I am reminded today about the story of the Sunday school teacher who was carefully explaining the biblical account of Elijah the Prophet and the false prophets of Baal. She explained how Elijah built the altar, put wood upon it, cut the steer in pieces and laid it on the altar.
The teacher said: “And then Elijah commanded the people of God to fill four barrels of water and pour it over the altar. He had them do this four times.”
“Now,” said the teacher, “can anyone in the class tell me why the Lord would have Elijah pour water over the steer on the altar?”
A little girl in the back of the room raised her hand and said, “To make the gravy?”
I do not know about you, but ever since I came to Indiana I have developed a love for gravy with my meals. There is just something about the Midwest and gravy. There is also something important about the rich gravy in this text the Sunday school teacher was commenting on from 1 Kings 18:33. You might remember that Elisha, Elijah’s successor, did not want to let Elijah go. He followed him from Gilgal, to Bethel, to Jericho, and to the Jordan with the words: “As the Lord lives and as you yourself live, I will not leave you.”
Elisha makes a final request, that if he must let Elijah go, then there is only one thing he wants: “Please let me inherit a double share of your spirit” [cf: 2 Kings 2:1-12].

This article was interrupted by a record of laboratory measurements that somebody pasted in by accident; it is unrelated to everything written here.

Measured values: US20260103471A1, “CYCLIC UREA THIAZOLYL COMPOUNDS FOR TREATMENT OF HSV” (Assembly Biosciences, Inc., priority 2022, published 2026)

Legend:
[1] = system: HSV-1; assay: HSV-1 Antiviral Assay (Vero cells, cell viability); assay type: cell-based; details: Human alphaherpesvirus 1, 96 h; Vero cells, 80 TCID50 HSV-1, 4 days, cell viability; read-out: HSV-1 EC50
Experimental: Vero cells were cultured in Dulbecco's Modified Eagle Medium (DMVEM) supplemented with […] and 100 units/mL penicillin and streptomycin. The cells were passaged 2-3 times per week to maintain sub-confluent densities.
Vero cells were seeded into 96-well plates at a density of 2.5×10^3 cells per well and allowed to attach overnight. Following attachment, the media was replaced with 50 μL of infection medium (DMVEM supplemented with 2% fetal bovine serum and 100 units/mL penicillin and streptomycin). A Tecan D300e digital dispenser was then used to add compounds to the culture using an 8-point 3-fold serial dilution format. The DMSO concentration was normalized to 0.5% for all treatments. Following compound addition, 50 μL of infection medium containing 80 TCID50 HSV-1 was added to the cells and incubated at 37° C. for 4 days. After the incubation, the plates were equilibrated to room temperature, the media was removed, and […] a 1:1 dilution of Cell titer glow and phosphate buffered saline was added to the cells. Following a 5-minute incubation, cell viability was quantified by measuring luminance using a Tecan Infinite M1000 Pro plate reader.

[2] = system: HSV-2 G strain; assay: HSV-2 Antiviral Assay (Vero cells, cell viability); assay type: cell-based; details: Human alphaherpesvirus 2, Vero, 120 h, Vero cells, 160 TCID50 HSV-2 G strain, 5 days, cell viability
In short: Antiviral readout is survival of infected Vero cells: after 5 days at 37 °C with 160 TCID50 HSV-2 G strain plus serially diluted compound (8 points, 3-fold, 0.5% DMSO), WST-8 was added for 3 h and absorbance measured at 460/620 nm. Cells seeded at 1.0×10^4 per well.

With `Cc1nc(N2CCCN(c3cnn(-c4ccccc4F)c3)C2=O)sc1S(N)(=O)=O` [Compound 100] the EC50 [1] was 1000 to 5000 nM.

Whenever the word ‘inheritance’ is summoned, it seems natural for lights to go off, for bells to ring, and for dollar signs to appear. We equate inheritance with money. And for many, the more money the better. But as a church leader, I am acutely aware of the fact that money is not a cure all. There are things that money will not buy.
When Donald Shriver, Jr., was President of Union Theological Seminary in New York City, he was told by a major donor, “Remember, when you ask for money you are offering donors a privilege. You are offering them a chance to become part of something bigger than themselves, something more than their money can buy.”
There is a lot of truth in these remarks. We are often shy when talking about money, inheritance, or our accumulated possessions. Sometimes we lack the conviction to say to ourselves and to prospective donors, “My money and your money are useful for many reasons, but by giving you will be buying something that is priceless.” Between now and 2040, the present generation of Americans aged 50-75 years old will transfer an estimated 10 ½ trillion dollars to the next generation. Imagine how faith and giving might just transform the world as we know it.
Elisha could have responded to Elijah by asking to be made beneficiary of his estate. He could have reasoned that since Elijah was a wealthy and well-respected prophet who had ‘done well’ in his prophetic ministry, then a gift of his money would be sufficient. But such was not the case; Elisha asked to inherit a double share of Elijah’s spirit. Remember that our real inheritances are those that buy something that is priceless. In the church we offer folk a chance to become part of something bigger than themselves. And sometimes, the gifts come covered with gravy.
Gravy and Giving-ly yours,